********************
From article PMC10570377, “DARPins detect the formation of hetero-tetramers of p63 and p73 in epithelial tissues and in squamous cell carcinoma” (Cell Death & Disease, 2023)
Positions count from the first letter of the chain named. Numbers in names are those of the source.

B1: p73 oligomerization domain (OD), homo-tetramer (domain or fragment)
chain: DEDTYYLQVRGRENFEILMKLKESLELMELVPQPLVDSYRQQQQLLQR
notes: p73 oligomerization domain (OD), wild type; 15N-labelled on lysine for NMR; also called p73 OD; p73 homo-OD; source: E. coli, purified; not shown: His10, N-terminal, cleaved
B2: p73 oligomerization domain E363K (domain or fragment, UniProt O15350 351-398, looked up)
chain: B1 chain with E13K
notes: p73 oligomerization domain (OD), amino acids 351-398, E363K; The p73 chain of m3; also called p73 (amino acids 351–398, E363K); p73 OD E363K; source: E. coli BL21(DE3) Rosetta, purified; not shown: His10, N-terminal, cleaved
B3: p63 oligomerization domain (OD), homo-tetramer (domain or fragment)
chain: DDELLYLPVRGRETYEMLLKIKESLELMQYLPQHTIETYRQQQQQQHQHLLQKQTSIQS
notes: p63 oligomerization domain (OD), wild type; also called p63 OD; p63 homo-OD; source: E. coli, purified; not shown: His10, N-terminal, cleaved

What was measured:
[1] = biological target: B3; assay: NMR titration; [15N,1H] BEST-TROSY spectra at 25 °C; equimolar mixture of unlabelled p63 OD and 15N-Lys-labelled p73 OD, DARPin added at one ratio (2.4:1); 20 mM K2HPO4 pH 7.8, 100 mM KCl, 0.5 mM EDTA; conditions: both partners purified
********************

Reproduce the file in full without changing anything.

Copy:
From article PMC10570377, “DARPins detect the formation of hetero-tetramers of p63 and p73 in epithelial tissues and in squamous cell carcinoma” (Cell Death & Disease, 2023)
Positions count from the first letter of the chain named. Numbers in names are those of the source.

B1: p73 oligomerization domain (OD), homo-tetramer (domain or fragment)
chain: DEDTYYLQVRGRENFEILMKLKESLELMELVPQPLVDSYRQQQQLLQR
notes: p73 oligomerization domain (OD), wild type; 15N-labelled on lysine for NMR; also called p73 OD; p73 homo-OD; source: E. coli, purified; not shown: His10, N-terminal, cleaved
B2: p73 oligomerization domain E363K (domain or fragment, UniProt O15350 351-398, looked up)
chain: B1 chain with E13K
notes: p73 oligomerization domain (OD), amino acids 351-398, E363K; The p73 chain of m3; also called p73 (amino acids 351–398, E363K); p73 OD E363K; source: E. coli BL21(DE3) Rosetta, purified; not shown: His10, N-terminal, cleaved
B3: p63 oligomerization domain (OD), homo-tetramer (domain or fragment)
chain: DDELLYLPVRGRETYEMLLKIKESLELMQYLPQHTIETYRQQQQQQHQHLLQKQTSIQS
notes: p63 oligomerization domain (OD), wild type; also called p63 OD; p63 homo-OD; source: E. coli, purified; not shown: His10, N-terminal, cleaved

What was measured:
[1] = biological target: B3; assay: NMR titration; [15N,1H] BEST-TROSY spectra at 25 °C; equimolar mixture of unlabelled p63 OD and 15N-Lys-labelled p73 OD, DARPin added at one ratio (2.4:1); 20 mM K2HPO4 pH 7.8, 100 mM KCl, 0.5 mM EDTA; conditions: both partners purified